Homeland Security Watch

News and analysis of critical issues in homeland security

July 9, 2012

What do radiation and strong winds have in common?

Filed under: General Homeland Security — by Arnold Bogis on July 9, 2012

To be honest, the following reports/articles/information strike me as interesting and worth sharing.  Have I read them at this point?  Nope.  Can I recommend any summaries?  Nope.  Do I have lessons to draw from this collected wisdom?  Nope.

Just hoping you find these as potentially interesting, informative, and enlightening as I hope they just may be…

A panel of “independent” experts has recently released a review of the underlying causes and effects of the Fukushima nuclear accident.  The executive summary is 88 pages long.  This is a serious report.  I’m going to work my way through it and I would hazard a guess that it would be worth the time of many of you to do the same.  As reporting describes it:

Last year’s nuclear crisis at Japan’s Fukushima Daiichi plant was a “profoundly man-made disaster,” the result of poor earthquake-safety planning and faulty post-tsunami communication, a report from an independent parliamentary panel said Thursday.

The sharp criticism of the Japanese government and the nuclear operator Tokyo Electric Power Co. (Tepco) provided an alternative narrative to an earlier investigation by Tepco, whose in-house panel concluded that the disaster was unforeseeable, spurred by a “giant tsunami beyond our imagination.”

In contrast, the report released Thursday suggested that the 9.0-magnitude earthquake that triggered the tsunami may have caused critical damage that led to the series of meltdowns. It argued that the nuclear power plants should have been made more quake-proof, and blamed lax safety measures on what it called the country’s powerful and “collusive” decision-makers and on a conformist culture that allowed them to operate with little scrutiny.

The “strong winds” reporting has to do with UMass students’ efforts to document recovery in Western Massachusetts following last year’s tornadoes.  The articles seem to be behind relatively new Boston Globe firewall, but I’m sure if you search hard enough you will find copies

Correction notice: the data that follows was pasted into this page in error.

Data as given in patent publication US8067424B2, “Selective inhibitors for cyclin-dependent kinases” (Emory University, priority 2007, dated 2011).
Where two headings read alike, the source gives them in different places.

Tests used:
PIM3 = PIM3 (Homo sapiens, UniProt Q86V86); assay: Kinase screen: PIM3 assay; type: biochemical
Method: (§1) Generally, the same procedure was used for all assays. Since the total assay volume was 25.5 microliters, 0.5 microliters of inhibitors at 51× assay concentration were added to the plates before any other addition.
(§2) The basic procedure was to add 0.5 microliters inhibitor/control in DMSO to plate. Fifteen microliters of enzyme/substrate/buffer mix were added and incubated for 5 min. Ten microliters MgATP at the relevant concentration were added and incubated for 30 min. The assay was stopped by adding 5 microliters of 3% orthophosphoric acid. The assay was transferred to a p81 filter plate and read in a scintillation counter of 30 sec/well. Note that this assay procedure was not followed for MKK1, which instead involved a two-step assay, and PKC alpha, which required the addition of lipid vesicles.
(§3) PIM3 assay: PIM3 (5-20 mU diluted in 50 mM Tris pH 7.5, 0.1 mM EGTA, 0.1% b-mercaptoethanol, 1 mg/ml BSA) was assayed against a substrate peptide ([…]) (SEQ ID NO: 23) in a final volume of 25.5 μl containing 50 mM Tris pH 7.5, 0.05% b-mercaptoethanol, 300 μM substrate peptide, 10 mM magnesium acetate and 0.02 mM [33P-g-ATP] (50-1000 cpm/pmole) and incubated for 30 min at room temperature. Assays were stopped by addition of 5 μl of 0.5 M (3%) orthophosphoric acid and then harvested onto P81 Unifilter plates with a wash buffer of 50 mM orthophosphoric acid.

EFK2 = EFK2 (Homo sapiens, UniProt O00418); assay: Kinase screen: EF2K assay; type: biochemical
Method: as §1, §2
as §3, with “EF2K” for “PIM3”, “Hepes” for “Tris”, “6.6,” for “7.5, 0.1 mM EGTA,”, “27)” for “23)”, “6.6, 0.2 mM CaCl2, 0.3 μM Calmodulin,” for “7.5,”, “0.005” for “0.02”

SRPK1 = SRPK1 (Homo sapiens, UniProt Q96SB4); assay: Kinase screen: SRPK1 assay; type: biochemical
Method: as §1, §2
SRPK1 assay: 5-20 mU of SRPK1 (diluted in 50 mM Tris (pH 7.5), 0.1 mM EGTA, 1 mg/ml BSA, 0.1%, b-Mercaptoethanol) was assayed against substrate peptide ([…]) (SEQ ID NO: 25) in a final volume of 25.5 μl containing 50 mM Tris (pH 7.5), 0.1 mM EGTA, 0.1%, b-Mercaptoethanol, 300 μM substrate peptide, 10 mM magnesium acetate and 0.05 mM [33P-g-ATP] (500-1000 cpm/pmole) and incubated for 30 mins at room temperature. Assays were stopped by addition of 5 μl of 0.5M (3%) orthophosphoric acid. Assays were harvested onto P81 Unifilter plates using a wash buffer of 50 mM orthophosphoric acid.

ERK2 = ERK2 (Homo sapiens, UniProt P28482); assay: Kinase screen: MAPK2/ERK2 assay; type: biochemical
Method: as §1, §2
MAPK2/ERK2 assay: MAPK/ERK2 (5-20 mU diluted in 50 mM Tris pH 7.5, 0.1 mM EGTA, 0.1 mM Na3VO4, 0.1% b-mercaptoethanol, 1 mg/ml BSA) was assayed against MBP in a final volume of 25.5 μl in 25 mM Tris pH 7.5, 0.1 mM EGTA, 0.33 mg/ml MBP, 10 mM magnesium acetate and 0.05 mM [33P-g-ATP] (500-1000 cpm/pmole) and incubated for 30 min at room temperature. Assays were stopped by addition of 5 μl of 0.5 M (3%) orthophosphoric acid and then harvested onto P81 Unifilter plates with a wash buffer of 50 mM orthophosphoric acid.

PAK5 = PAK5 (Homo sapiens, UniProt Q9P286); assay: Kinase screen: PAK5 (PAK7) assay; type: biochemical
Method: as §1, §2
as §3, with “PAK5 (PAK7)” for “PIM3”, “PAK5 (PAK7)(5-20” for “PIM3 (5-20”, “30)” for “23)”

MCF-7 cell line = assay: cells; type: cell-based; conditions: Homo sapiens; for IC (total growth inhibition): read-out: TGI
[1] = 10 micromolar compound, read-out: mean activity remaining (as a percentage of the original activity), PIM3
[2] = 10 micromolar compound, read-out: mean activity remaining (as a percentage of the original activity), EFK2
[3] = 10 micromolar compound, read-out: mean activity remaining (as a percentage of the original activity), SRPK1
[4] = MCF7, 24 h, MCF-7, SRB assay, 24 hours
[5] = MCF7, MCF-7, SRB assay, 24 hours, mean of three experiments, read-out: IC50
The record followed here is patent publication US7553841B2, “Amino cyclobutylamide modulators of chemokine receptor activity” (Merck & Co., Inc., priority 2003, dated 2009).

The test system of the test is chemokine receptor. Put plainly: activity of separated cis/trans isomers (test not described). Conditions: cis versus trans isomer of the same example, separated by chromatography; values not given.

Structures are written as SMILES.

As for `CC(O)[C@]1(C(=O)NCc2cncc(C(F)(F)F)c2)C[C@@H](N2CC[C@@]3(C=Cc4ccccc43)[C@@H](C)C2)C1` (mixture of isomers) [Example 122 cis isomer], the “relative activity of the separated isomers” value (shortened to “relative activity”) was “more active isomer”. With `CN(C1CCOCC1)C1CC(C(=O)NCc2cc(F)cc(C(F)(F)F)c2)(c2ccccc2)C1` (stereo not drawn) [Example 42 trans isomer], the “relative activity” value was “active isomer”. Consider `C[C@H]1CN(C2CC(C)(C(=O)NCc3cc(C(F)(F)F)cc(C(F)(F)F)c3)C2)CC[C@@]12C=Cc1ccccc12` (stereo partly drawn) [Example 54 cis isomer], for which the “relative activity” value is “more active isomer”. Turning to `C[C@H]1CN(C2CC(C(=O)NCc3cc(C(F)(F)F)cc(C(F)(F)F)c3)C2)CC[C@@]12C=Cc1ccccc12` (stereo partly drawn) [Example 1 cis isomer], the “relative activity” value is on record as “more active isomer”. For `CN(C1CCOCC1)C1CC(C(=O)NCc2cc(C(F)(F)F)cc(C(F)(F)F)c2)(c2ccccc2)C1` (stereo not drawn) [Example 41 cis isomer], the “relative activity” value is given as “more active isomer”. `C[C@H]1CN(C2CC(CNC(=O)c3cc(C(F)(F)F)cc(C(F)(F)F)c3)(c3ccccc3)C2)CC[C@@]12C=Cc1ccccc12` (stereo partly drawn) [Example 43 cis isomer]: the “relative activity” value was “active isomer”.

One year ago, students in a UMass investigative journalism class began looking into the aftermath of the tornadoes that devastated parts of Western Massachusetts last June 1. Today, their work appeared in The Boston Globe newspaper, its website and on Boston.com. The project is part of an ongoing partnership between The Globe and the UMass Journalism program. Students owe a special thanks to The Globe’s Scott Allen and Matt Carroll, who played large roles in guiding this project

Additionally, students produced several written sidebars and several video narratives. All the content can be found here:

* “Springfield neighborhood still reels a year after deadly tornado,” by Rachel Roberts, Julie Varney, and Matt McCarron and Matt Carroll. Interactive graphic | Photos.

* “Family touched by Massachusetts tornado tragedy uses faith to carry on,” By Amy Chaunt and Anna Meiler.

* Video: Juan Guerrero talks about wife’s death, by Amy Chaunt and Anna Meiler.

* “Flashbacks and fears a year after the tornado,” by Kim Kern and Noelle Richard.

* Video: “Children of the Storm,” By Kim Kern and Noelle Richard.

* “Monson ‘volunteers’ face controversy over getting paid,” by Amy Chaunt

* “One year after tornado, Livchin family struggles with loss,” by Rachel Roberts and Dean Curran.

* “Reliving the tornado: ‘I thought my family was dead,'” By Amy Chaunt and Rachel Roberts.

* “Springfield plan provides hope for future after tornado,” By T.J. Houpes

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